OK, so it could be considered weird to have a protagonist who isn't even born until midway through the novel. That's why we're qualifying this assertion with a "maybe." But, since it turns out that practically the whole story is told from Alba's perspective (minus the little interludes from Esteban Trueba), we think we've got a pretty good case here. Plus, one could argue that Alba and Clara are so strongly bonded that they can be seen as two halves of the same whole – Alba even confuses her own life with her grandmother's. She writes, in the Epilogue: "At times I feel as if I had lived all this before and that I have already written these very words, but I know it was not I: it was another woman" (Epilogue.45). Go team protagonist!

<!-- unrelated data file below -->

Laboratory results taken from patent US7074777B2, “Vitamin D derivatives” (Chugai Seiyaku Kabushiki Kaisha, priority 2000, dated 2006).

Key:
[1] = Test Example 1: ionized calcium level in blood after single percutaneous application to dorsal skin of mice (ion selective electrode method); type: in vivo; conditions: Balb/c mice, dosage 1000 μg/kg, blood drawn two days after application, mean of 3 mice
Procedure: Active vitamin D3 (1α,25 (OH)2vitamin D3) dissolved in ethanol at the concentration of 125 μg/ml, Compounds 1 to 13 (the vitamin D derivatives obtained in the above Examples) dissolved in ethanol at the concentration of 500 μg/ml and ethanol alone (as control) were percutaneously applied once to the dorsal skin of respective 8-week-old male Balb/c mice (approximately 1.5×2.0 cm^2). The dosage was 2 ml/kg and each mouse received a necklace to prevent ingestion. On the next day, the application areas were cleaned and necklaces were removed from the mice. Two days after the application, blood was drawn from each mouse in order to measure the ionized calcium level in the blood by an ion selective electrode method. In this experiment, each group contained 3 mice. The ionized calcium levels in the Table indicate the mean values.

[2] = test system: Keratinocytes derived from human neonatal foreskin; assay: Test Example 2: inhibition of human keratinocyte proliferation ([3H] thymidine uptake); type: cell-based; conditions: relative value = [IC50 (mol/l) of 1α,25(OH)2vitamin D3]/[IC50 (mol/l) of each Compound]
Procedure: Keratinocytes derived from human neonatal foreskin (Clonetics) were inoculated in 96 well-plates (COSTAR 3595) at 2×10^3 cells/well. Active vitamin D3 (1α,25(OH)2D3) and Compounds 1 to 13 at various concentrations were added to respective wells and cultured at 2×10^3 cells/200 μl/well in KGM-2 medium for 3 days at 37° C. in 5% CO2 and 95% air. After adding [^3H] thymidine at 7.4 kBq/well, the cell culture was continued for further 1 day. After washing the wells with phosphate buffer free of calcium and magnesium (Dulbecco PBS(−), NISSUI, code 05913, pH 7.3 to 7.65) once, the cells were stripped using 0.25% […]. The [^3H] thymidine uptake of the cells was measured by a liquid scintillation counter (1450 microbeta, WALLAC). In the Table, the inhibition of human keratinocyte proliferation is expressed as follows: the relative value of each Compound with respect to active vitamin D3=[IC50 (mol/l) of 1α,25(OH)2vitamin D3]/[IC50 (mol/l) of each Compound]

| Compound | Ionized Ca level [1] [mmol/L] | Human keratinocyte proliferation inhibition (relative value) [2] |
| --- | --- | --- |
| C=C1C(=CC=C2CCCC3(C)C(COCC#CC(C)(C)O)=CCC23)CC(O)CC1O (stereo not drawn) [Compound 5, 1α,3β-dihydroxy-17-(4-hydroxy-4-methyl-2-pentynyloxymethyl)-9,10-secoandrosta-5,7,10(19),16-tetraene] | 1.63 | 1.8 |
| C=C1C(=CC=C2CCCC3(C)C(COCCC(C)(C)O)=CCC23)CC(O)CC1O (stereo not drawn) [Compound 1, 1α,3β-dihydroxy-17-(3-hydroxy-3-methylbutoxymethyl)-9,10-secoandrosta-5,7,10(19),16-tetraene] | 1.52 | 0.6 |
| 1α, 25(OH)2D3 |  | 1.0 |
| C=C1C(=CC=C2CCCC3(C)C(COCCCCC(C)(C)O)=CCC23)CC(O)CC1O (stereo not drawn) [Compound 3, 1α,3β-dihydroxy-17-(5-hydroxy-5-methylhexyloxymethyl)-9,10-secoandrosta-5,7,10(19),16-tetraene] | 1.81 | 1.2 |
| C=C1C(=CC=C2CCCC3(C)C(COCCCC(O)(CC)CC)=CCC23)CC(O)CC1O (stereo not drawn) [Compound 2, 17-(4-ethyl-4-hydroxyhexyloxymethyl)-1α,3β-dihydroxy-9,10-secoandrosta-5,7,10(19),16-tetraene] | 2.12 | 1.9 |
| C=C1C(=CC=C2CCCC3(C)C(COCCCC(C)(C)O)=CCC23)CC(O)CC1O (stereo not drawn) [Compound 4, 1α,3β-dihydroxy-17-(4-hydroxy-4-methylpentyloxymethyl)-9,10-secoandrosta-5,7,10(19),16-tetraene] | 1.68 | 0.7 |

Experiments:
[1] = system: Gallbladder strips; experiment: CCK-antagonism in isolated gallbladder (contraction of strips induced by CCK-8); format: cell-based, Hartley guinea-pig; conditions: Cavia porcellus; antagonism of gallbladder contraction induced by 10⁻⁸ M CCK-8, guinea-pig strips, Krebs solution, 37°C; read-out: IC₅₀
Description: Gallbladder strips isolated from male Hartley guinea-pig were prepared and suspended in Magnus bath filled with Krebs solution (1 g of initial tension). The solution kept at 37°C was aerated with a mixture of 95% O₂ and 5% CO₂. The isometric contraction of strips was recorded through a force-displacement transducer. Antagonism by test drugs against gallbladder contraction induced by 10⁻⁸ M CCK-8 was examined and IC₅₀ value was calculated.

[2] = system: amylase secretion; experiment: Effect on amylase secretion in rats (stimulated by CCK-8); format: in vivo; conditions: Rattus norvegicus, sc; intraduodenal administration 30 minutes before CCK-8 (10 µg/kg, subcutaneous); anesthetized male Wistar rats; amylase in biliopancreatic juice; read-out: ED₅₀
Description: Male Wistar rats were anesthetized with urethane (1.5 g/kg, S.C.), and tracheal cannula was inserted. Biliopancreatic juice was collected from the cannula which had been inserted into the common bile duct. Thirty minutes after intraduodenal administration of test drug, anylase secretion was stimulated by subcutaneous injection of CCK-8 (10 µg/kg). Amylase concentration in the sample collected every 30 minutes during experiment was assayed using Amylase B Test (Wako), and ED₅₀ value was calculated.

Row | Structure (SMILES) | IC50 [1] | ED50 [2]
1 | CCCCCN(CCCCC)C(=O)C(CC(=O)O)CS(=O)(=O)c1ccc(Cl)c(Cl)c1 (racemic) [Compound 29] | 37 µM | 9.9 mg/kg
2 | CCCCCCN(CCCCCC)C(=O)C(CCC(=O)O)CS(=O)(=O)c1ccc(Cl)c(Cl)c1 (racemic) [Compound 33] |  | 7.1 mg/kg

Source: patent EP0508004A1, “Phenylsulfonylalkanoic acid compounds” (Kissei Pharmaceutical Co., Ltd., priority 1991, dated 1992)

So while Clara is central to the first two-thirds of the novel, Alba takes center stage for the most climactic parts. Our younger protagonist is active as part of the resistance to military regime, she's kidnapped and tortured in a secret military prison, and her release from prison brings about the novel's denouement, or resolution.
On the other hand, maybe you're not buying our brilliant argument about Clara and Alba making up a fierce feminine duo of protagonists. Maybe you'd feel more comfortable with a traditional, solitary kind of protagonist. One who lives through the entire book, perhaps? OK, fine. But your options are limited here – Esteban Trueba's the only character to make it from Chapter 1 straight through the Epilogue. Those arguing for Esteban to be recognized as the protagonist have a few good points in their favor – a lot of the narrative is told from his perspective, after all, and he does precipitate a lot of the action of the novel. Take a look at our analysis of plot structure, and you'll see that he fits neatly into the role of hero using Booker's "Rebirth" paradigm.